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Dog Days at Fenway Park

With the crowds having fun at the hub in Boston, with the team gearing up to go deep this October, with a roster loaded with talent and more on the way, a flashback to Sox in the Sixties is almost like culture shock.

September 28th, 1960, Red Sox vs. Orioles.  Overcast, dank, chilly the final day of the final home stand of the 1960 season. Only 10,454 showed up.  The game was not televised locally or nationally. “You Made Me Love You,” playing over the loudspeaker, created a melancholy  mood.

FRANK MALZONE:  I wish there was more people there.  They didn’t realize, you know.  

Curt Gowdy, Red Sox radio and television voice, began the spare ceremony: ”Twenty-one years ago, a skinny kid from San Diego, California…”’ Boston Mayor Collins, seated in a wheelchair, presented a $1,000 check to the Jimmy Fund, the favorite charity of Ted Williams, 42, who was given a plaque by the local sports committee. The inscription was not fully read. Williams hated a fuss.

He even was annoyed by the news announced to the crowd that his uniform number, 9, would be permanently retired. It was  the first time the team ever honored a player that way.

Williams said over the loudspeaker: ”In spite of all the terrible things that have been said about me by the knights of the keyboard up there … and they were terrible things, ‘I’d like to forget them, but I can’t…. I want to say that my years in Boston have been the greatest thing in my life.”

FRANK MALZONE: Ted hit two balls good, the first one got into the wind in the right field corner and was pulled back and caught by the right fielder, the next one the center fielder caught.

CURT GOWDY (Game Call) “Everybody quiet now here at Fenway Park after they gave him a standing ovation of two minutes knowing that this is probably his last time at bat. One out, nobody on.

BOB KEANEY: Ted dug in, wiggled his fanny, and glared at pitcher Jack Fisher. Everyone stopped breathing. Ted swung as hard as he could, but he missed the fat pitch and nearly sprained his arms.    Some dreamers said later that Ted missed on purpose, so that Fisher would be fooled into throwing that fast ball again.

CURT GOWDY (Game Call)  Jack Fisher into his windup, here’s the pitch. Williams swings — and there’s a long drive to deep right! The ball is going and it is gone! A home run for Ted Williams in his last time at bat in the major leagues!”

JERRY CASALE:  I was in the bullpen with  Bill Monbouquette and Mike Fornieles and others. We were all  up front looking over the railing.  The ball went over our heads.

Williams circled the bases as he always did, in a hurry, with his head down trotting out Number 521, his final homer. The crowd stood and cheered the man and the moment.

BROOKS ROBINSON:  I was playing third base.   He went running around the bases, and I looked at him as he passed second base. I had my arms folded as he passed me. That was absolutely a magical moment to be a part of that history.

STEVE RYDER: He had that regal trot around the bases.  Didn’t tip his cap, didn’t look at the stands, just right into the dugout.

The inning ended and Williams went out to play left field in the the top of the ninth. Just before the inning began Carroll Hardy replaced him. “The Kid” ran in. The crowd had one more standing ovation in it.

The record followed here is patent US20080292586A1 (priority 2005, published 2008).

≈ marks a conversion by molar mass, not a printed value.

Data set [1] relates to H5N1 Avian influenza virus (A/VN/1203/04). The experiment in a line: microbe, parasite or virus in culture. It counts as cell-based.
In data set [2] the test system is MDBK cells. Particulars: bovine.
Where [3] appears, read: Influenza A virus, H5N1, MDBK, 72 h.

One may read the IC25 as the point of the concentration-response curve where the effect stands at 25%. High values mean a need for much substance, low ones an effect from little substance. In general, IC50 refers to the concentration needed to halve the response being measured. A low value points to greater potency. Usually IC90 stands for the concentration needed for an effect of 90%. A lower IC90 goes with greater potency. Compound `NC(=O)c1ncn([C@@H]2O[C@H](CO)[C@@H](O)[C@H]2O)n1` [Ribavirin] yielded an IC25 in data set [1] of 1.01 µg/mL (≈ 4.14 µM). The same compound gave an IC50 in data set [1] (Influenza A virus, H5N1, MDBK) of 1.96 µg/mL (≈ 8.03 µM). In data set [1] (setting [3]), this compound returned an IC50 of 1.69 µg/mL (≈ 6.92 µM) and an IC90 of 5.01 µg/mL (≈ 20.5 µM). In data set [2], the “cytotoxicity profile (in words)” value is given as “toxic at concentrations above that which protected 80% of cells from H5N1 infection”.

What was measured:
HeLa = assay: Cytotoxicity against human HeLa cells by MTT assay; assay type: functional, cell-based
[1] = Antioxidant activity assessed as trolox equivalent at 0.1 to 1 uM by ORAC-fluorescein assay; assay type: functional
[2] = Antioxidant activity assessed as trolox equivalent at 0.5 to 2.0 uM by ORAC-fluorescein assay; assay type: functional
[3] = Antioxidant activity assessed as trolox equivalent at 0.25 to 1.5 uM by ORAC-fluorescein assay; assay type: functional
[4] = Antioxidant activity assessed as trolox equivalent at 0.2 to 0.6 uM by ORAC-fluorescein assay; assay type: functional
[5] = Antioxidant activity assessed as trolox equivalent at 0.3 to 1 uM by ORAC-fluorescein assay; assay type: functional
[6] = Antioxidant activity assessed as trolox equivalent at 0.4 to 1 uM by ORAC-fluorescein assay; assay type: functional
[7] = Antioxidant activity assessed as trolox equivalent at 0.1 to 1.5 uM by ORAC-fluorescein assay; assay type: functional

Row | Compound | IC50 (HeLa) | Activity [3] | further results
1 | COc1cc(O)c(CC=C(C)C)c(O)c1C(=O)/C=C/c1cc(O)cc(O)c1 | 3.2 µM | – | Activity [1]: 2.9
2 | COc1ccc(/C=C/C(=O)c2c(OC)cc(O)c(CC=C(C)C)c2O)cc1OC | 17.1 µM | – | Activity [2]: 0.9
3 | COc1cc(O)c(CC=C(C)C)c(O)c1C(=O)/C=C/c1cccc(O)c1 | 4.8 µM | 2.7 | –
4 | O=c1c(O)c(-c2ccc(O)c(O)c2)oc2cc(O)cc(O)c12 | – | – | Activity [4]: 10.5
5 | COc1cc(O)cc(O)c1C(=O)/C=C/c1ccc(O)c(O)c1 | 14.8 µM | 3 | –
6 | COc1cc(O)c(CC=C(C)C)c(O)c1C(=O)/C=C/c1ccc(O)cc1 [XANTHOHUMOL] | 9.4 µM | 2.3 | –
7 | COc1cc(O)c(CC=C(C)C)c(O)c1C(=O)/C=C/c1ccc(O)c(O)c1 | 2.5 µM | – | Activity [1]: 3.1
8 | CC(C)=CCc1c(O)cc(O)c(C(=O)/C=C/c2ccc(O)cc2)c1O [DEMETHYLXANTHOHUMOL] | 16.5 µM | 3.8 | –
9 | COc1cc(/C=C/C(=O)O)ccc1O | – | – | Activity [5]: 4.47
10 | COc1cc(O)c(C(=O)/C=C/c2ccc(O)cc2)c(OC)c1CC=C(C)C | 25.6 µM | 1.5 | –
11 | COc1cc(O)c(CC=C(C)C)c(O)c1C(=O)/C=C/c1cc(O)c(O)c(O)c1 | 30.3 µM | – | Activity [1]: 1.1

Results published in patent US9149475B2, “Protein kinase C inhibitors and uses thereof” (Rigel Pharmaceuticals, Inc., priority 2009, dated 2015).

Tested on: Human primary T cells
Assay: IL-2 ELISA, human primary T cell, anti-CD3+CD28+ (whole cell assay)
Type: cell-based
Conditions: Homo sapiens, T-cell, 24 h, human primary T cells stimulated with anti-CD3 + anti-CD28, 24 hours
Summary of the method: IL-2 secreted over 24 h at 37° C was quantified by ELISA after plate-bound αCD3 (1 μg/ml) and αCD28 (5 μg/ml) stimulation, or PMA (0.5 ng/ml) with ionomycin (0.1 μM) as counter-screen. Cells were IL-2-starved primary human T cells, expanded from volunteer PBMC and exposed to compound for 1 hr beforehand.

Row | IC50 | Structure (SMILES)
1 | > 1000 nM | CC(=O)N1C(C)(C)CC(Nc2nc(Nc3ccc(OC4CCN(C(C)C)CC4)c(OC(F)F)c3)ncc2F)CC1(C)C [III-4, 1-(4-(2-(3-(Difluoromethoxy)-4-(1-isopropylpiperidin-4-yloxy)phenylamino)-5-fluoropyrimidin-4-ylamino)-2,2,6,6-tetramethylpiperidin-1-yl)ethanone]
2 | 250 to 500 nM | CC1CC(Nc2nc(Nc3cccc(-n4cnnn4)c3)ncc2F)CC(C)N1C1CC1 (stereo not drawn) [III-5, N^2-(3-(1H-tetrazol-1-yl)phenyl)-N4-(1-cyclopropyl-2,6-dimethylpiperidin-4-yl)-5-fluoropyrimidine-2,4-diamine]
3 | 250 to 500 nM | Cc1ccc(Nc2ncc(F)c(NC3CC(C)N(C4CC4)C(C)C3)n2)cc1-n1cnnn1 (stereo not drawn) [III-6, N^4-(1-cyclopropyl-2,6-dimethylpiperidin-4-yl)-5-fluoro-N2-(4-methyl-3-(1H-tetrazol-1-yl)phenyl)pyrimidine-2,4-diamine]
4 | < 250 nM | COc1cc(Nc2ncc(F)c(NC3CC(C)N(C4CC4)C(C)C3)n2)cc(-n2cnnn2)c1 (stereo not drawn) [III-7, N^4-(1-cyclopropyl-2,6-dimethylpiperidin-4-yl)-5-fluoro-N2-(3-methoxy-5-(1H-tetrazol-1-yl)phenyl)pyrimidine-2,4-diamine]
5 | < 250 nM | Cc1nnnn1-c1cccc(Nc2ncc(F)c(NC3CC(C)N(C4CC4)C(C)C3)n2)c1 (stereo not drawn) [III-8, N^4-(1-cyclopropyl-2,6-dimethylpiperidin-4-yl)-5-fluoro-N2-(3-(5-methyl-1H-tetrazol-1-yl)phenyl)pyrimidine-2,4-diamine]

“We want Ted. We want Ted!” The fans chanted. But he refused to come out for a curtain call. Later it was reported that players and umpires tried to get him to come out. No dice.

FRANK SULLIVAN:  We all wanted him to stop and at least take his cap off but that sonofabitch, he just ran into the dugout.  He didn’t stay around or let us say anything.    You know that was the way that Ted was.  He went down the dugout steps straight into the tunnel. That was it, aloha.  We didn’t know that that was his last game but we all suspected it.  We were out of contention, so he wasn’t robbing the team.  It was just Ted was Ted.

In My Turn at Bat, Williams wrote: “You can’t imagine the warm feeling I had, for the very fact that I had done what every ballplayer would want to do on his last time up, having wanted to do it so badly, and knowing how the fans really felt, how happy they were for me. Maybe I should have let them know I knew, but I couldn’t. It just wouldn’t have been me.”


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About Harvey Frommer:  One of the most prolific and respected sports journalists and oral historians in the United States, author of the autobiographies of legends Nolan Ryan, Tony Dorsett, and Red Holzman, Dr. Harvey Frommer is an expert on the New York Yankees and has arguably written more books, articles and reviews on the New York Yankees than anyone.   In 2010, he was selected by the City of New York as an historical consultant for the re-imagined old Yankee Stadium site, Heritage Field. A professor for more than two decades in the MALS program at Dartmouth College, Frommer was dubbed “Dartmouth’s Mr. Baseball” by their alumni magazine.

His ULTIMATE YANKEE BOOK debuts this fall. PRE ORDER from AMAZON: .

“As a lifelong Yankees fan, I was devouring every last delicious new detail about my beloved Bronx Bombers in this fabulous new book.” —Ed Henry, author of 42 Faith: The Rest of the Jackie Robinson Story

photo by del Tufo


Harvey Frommer
I'm the author of 10 books. If you're looking for autographed copies just go to my Twitter @Sportsology and DM me.

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